We then developed a plan: Someone would talk with Stan and Laurence every day from earth. Unfortunately, we were all terrible interpersonal communicators. My coworkers in Mission Control decided that I was the least terrible. Their argument was: A) I remembered everyone’s name; B) I coordinated/attended a reading club for Houston-area fiction enthusiasts; and most importantly C) I was Capsule Communicator. It therefore became my responsibility to hold daily conversations with Stan and Laurence during the mission.
During the mission, I talked with Stan and Laurence 260 times. We talked for two hours at a time. I told them about pop culture, world news, news from the reading club. I told them about myself. They told me about themselves. We came to know each other very well.
Yes, You Are Right
There are less than 260 days in eight months. I kept talking with Stan and Laurence for 16 excruciating days after the Second Cosmic Crisis. During Talk 260, I told them that I could barely hear them because the com-link signal was dying, though it wasn’t. They said they understood. They did. I never told this to Bob Prancle. I doubt he or anyone else listened to the records, since no one has ever asked me why I would have lied to Stan and Laurence in their time of need. How I could have. What sort of person could do such a thing to the people he loved.
Why I Don’t Own a Cat
I was still scolding myself for wearing such a nice necktie when I arrived, sweating in the July heat, at the Sun-Worshipping Department’s hangar. There was no handle on the door—a dull metal slab slightly taller than an average door. When I knocked on it, a narrow viewing window slid open. A pair of blue, female eyes peered out at me. Around the eyes, an oily white paint had been applied to form a sort of mask. The paint matted the woman’s eyebrows to her skin. Judging by the bridge of her nose, the woman had a remarkably clear complexion.
“What is it?” the woman said.
“Hi,” I said. “Do you people—does your department—handle gamma ray bursts, by any chance?”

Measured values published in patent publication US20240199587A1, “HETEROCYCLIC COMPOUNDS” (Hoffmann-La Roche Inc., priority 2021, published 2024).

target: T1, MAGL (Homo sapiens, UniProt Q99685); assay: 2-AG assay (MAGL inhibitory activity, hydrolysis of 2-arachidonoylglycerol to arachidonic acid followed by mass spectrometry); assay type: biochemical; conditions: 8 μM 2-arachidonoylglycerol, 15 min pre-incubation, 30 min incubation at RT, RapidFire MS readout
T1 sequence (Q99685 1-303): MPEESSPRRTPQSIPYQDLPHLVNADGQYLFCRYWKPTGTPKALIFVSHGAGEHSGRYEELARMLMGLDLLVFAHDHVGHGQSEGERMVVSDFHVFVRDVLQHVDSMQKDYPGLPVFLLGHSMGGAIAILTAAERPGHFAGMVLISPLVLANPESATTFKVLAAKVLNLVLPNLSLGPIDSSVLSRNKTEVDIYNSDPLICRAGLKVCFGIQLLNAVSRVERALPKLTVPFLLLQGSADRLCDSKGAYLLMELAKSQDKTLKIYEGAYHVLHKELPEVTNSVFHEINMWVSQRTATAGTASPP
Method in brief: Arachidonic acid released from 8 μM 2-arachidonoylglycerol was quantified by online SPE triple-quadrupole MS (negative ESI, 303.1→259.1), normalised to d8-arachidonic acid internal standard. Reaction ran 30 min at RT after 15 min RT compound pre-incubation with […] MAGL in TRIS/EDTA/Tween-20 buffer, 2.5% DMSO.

“Stellar breath is a fearsome thing,” the woman said.
“Therein lies the problem,” I said. “There is a dying star about 3000 light years away, and its—”
“I know him well, our hot-tempered uncle.”
The viewing window slid shut with a clap, and the door opened slightly. I stepped into the hangar. Immediately the door slammed behind me. I turned in time to watch someone scuttle off into the darkened corner of the hangar. The place smelled like cinders and fresh paint. The floor was covered with quartz sand. Through a huge skylight in the center of the ceiling, sunlight fell upon a step-pyramid maybe twenty-five feet tall. The stones appeared hand-cut, the seams too irregular to have been manufactured by machine. On the upper levels of the pyramid, where most of the sunlight fell, a couple dozen people lounged like cats.
I owned a cat once. But not long after Talk 260, I left him at the door of an animal shelter. The note I taped to his cat-carrier said: “There’s no other way I can forget his name. Please note that my reading club loved him. Please note that he likes his back stroked while he eats.”
Stan’s hero was the moon. Horrible acne had cratered his face in high-school, and at only thirty-one years old his blond hair had thinned to pale wisps. Even though he’d accomplished so much, even though he had a wife he loved and a job he loved, even with all of that the acne scars ruined Stan’s self-esteem. “But the moon, man. Nothing’s more cratered and bald than that, and who have you ever met that doesn’t like looking at the moon? People risked everything just to walk on it. Shelley says she’s my werewolf. Every night when I come home, the moment she sees me she howls.”